"High Court Adds Death-Penalty And Tobacco Cases to Docket; Justices Also to Rule on Legal Fees, Tax Issues This Term":
Robert Barnes will have this article
Saturday in The Washington Post.
"Official calls for boycott of law firms representing detainees":
Carol Rosenberg of McClatchy Newspapers provides this report
"Amateur Sleuthing Lands Grisham in Real-Life Court": This front page article
will appear Saturday in The Washington Post.
"Judicial Pay: Too Much, Too Little or Just Right?"
You can access the new installment of my "On Appeal" column for law.com by clicking here
Neil A. Lewis is reporting:
In Saturday's edition of The New York Times, he will have articles headlined "Official Attacks Top Law Firms Over Detainees
" and "Judge Rejects Defamation Suit Against The Times
"Judge Dismisses Anthrax Libel Case":
The Associated Press provides a report
that begins, "A federal judge on Friday dismissed a libel lawsuit filed against The New York Times by a former Army scientist once identified as a person of interest in the 2001 anthrax attacks."
And Bloomberg News reports that "New York Times Wins in Lawsuit Over Anthrax Columns."
Today's U.S. Supreme Court Order List:
The Court granted review today in four cases. You can access the Order List at this link
The Associated Press reports that "Supreme Court Accepts Philip Morris Case."
Reuters reports that "Supreme Court to review light cigarette dispute."
And at "SCOTUSblog," Lyle Denniston reports that "Court to hear four more cases."
Once again, the work-related matter that has caused me to be in Washington, DC today will have me off-line for much of the day. Additional posts will appear later today, after I return home to the Philadelphia area.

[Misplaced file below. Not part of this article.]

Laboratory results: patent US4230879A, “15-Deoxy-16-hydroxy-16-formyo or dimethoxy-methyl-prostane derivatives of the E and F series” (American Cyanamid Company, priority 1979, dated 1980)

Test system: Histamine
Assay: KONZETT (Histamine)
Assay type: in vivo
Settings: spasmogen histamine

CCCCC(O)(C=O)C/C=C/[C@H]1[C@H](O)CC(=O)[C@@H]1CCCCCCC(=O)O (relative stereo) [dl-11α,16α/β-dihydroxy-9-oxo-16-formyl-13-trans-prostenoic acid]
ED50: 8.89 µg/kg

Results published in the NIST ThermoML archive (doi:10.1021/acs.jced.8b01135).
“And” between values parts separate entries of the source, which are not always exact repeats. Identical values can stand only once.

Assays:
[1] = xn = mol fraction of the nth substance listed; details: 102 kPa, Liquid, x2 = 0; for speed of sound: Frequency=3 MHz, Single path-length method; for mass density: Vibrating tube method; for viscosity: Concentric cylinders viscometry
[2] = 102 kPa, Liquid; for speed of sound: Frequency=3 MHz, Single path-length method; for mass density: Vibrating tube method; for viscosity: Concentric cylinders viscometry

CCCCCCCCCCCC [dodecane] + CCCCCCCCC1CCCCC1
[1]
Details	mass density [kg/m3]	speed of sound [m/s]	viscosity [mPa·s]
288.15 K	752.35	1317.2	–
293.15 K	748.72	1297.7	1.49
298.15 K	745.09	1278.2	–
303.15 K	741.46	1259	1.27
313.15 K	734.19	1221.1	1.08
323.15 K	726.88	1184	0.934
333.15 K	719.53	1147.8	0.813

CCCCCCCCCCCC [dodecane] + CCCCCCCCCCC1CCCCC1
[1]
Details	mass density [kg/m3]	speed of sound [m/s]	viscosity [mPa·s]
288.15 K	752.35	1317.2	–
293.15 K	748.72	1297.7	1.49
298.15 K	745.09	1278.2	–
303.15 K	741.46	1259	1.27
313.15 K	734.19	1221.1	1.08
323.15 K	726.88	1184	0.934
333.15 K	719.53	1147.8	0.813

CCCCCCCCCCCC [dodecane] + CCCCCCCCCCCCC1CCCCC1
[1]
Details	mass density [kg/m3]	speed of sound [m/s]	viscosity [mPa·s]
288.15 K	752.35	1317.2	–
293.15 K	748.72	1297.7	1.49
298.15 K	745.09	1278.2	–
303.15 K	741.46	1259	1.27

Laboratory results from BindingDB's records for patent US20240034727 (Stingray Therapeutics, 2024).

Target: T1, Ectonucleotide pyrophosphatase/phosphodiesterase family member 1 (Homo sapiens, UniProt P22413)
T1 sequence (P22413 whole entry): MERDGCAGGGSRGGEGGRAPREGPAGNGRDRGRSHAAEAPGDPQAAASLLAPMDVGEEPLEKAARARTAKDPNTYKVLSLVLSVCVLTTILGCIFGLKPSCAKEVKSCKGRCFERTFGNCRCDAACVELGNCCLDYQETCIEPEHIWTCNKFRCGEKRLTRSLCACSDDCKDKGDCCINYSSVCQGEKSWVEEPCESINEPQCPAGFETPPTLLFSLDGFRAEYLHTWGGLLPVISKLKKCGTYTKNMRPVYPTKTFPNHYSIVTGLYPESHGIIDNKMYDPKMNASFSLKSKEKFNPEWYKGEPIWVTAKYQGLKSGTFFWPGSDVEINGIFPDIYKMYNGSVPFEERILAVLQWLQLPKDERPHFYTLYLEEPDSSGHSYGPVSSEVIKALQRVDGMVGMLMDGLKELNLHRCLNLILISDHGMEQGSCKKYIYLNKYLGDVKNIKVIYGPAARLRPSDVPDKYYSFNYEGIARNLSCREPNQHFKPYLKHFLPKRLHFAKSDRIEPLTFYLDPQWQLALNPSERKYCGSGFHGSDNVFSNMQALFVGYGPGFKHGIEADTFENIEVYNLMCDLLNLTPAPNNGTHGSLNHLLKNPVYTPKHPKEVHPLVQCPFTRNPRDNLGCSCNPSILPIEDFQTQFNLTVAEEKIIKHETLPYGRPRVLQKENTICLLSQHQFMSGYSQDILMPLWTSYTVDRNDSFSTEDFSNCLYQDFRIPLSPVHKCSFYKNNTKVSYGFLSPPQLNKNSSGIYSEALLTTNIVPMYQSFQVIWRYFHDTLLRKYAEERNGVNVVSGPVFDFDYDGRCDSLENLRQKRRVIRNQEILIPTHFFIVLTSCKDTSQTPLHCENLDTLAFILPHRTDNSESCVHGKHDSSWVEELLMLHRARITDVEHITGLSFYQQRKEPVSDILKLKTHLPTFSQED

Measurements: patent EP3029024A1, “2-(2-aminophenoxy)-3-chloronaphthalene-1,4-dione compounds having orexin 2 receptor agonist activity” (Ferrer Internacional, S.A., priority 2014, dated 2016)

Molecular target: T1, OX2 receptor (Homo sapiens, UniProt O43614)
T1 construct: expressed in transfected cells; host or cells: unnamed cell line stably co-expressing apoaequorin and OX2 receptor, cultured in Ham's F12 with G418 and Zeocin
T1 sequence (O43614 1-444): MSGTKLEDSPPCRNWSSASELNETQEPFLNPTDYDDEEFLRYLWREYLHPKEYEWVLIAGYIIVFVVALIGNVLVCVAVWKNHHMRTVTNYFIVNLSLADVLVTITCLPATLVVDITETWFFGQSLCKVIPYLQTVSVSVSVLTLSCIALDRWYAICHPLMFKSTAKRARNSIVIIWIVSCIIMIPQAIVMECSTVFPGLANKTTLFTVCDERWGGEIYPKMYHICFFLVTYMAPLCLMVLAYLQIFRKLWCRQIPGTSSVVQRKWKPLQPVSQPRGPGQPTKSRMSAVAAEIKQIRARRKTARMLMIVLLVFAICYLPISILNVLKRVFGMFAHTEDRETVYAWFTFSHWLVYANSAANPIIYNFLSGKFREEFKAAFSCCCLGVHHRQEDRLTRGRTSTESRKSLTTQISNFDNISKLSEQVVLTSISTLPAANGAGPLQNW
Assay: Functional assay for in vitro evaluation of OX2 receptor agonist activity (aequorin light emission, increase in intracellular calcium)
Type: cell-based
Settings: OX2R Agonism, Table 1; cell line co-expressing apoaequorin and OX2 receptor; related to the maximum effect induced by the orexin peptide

"High court's Scalia advocates against 'activist' judges":
The Cleveland Plain Dealer on Thursday contained this article
And in other coverage, The Associated Press reports that "Justice Scalia says smaller docket leads to better opinions."
"Guantanamo stirs protests; In Cuba, Europe and the U.S., activists decry detentions at the camp, where terror suspects first arrived 5 years ago": This article
appears today in The Los Angeles Times.
"250 potential jurors show up for Nichols case":
The Atlanta Journal-Constitution today contains an article
that begins, "Court officials didn't seem too disappointed Thursday when only about a third of the potential Fulton County jurors summoned to court in the case of accused courthouse gunman Brian Nichols showed up."
"Unveiled Threats: A Bush appointee's crude gambit on detainees' legal rights."
The Washington Post contains this editorial
"New Jersey Says Clerics Aren't Required to Unite Gay Couples": This article
appears today in The New York Times.
The Newark Star-Ledger reports today that "State exempts clergy from mandate on presiding over same-sex unions."
And The Philadelphia Inquirer reports that "Clerics need not sanctify gay rites; The clergy may decline to perform religious services, the state confirmed."
"Bush 41 will chair constitution center; Officials say ex-president will be actively engaged in leading the Phila.-based 'jewel of America'":
The Philadelphia Inquirer contains this article
The Philadelphia Daily News reports today that "George H.W. Bush named to chair Constitution Center board."
The National Constitution Center yesterday issued this press release.
"A Setback for Prosecutors in the 'Enron of Kansas' Case": This article
appears today in The New York Times.
My earlier coverage appears here and here.
"Canadian Court Rules Lesbian Partner Is a Parent":
The New York Times today contains an article
that begins, "Last week, a 5-year-old Ontario boy became a member of a larger family. An appeals court ruled that he has three parents: a father and two mothers."
My earlier coverage appears at this link.
"L.A. man sues to take wife's last name; ACLU suit alleges gender discrimination": This article
appears today in USA Today.
"Curtain's Up As Libby Is Set for Trial":
Josh Gerstein has this article
today in The New York Sun.